[Update: Dennis Turner, the Florida officer who arrested two elementary school children, has been fired. The battery charges against both students have been dropped. Police also clarified that both children arrested were 6-years-old; they originally described one child as 8-years old.]
A 6-year-old girl was arrested at an Orlando, Florida, charter school last week after she threw a temper tantrum and kicked a staff member.
The student—a first grader named Kaia Rolle—was handcuffed, placed in the back of a police cruiser, and taken to the Juvenile Assessment Center, where she was fingerprinted and had her mugshot taken.
Meralyn Kirkland, the girl's grandmother, told WKMG that Kaia has sleep apnea and that she informed the officer, Dennis Turner, that the family was working to address it.
"Well, I have sleep apnea, and I don't behave like that," the officer allegedly responded.
The same cop arrested another 6-year-old that day, although the reason has not been disclosed. Both apprehensions violated departmental policy, which stipulates that no minor under age 12 should be arrested without approval from a supervisor.
Turner's actions, while ridiculous, indicate the prevalence of the school-to-prison pipeline, a troubling trend nationwide where zero-tolerance disciplinary procedures are quick to mislabel kids as criminals. Part of the problem involves overly harsh school suspension and expulsion policies, according to the Justice Policy Institute; in recent years, administrators have been increasingly encouraged or required to remove students from school over minor offenses. Just last July, an eighth grader attending school in Maryland was banned from coming to school for three weeks—the remainder of the school year—after he shared a photo of himself on Snapchat in which his friend was holding a disabled Airsoft gun.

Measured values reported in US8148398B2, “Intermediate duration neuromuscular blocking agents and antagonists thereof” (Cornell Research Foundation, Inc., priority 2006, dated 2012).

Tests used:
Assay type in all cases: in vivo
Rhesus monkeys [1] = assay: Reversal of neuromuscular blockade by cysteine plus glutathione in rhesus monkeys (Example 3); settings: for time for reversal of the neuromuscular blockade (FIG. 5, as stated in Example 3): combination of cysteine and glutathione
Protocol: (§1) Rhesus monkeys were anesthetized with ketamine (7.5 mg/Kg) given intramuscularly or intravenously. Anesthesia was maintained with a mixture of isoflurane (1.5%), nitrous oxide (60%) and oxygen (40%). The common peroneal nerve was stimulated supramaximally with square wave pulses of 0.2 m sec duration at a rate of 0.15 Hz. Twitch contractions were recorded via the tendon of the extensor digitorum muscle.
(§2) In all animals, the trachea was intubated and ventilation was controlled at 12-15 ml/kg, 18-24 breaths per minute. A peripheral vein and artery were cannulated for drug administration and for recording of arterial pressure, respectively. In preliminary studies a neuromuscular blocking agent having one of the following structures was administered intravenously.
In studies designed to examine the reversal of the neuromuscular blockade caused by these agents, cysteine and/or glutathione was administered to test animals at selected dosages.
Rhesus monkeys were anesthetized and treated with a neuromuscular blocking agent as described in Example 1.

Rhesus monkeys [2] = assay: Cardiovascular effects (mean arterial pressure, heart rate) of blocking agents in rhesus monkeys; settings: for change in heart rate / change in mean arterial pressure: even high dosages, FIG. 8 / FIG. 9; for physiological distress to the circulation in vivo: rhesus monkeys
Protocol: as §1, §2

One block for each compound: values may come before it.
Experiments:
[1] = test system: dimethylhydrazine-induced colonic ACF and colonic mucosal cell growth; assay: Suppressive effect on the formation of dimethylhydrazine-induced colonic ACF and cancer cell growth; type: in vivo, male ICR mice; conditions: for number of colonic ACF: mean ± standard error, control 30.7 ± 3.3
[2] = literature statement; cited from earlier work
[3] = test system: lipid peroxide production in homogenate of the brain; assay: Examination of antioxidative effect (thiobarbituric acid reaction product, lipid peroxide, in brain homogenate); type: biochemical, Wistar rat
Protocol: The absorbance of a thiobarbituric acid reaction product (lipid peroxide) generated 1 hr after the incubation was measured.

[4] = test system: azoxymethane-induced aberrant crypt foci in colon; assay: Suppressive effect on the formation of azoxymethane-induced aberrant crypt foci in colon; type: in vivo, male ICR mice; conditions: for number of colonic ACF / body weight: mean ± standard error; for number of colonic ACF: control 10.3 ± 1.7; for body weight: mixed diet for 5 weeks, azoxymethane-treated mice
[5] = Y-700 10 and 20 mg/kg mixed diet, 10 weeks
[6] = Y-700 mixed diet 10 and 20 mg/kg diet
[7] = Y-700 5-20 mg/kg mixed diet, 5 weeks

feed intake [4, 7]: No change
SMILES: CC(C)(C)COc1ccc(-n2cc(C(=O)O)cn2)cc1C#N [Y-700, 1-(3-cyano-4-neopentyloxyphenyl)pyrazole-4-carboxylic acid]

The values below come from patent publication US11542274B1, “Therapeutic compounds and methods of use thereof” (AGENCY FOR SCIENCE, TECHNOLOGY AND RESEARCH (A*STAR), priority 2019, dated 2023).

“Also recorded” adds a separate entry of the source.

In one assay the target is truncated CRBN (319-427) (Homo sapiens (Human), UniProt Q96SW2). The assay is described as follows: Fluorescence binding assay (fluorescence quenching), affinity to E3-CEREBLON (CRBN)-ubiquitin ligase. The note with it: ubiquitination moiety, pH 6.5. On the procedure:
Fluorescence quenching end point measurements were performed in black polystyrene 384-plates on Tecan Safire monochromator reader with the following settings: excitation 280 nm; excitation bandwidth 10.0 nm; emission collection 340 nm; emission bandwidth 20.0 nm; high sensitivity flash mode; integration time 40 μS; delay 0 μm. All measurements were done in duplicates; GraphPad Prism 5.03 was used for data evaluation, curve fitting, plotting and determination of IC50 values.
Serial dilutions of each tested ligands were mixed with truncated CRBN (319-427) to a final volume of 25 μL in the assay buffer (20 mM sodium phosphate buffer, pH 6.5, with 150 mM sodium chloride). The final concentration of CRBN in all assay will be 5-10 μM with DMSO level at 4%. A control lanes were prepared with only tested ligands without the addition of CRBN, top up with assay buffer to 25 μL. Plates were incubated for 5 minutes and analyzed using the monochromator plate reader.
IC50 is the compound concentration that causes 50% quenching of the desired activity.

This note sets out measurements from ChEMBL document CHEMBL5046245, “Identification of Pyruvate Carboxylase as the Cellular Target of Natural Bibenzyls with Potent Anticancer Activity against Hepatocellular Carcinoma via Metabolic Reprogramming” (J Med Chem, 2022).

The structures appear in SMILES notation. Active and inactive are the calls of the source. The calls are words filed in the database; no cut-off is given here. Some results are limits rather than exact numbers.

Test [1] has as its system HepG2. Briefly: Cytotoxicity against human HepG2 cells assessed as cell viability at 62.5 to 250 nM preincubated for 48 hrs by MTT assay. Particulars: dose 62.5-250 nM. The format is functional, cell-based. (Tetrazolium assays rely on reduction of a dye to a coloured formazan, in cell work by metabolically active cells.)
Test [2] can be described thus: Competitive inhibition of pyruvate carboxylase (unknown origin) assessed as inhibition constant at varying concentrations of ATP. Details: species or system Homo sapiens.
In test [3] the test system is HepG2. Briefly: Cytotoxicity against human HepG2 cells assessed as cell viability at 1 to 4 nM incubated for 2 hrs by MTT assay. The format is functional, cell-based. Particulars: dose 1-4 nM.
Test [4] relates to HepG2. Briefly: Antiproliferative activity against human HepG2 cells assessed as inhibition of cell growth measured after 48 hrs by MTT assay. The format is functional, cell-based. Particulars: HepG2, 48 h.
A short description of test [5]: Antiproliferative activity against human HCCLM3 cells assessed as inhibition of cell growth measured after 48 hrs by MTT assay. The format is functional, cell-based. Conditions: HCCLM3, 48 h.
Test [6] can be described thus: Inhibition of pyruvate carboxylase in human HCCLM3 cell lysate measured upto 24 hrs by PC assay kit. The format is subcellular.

The problem isn't isolated. Every second and a half, a public school student in the U.S. is suspended.
But excessive in-school punishments are just one of the many factors contributing to the pipeline. The increased presence of resource officers—law enforcement officials who are posted at schools for crime prevention—has also played a major role, with those schools pushing disciplinary duties onto the police. As was the case in Orlando, such interactions often end in an arrest, even when the underlying offense didn't merit one. Schools with officers have five times as many arrests as those that don't, even when controlling for poverty level.
Minority students are disproportionately more likely to fall into the pipeline: Black students are suspended and expelled at a rate three times higher than their white peers. And those who do find themselves kicked out of school for a discretionary violation are about three times more likely to enter the confines of the juvenile justice system by the following year.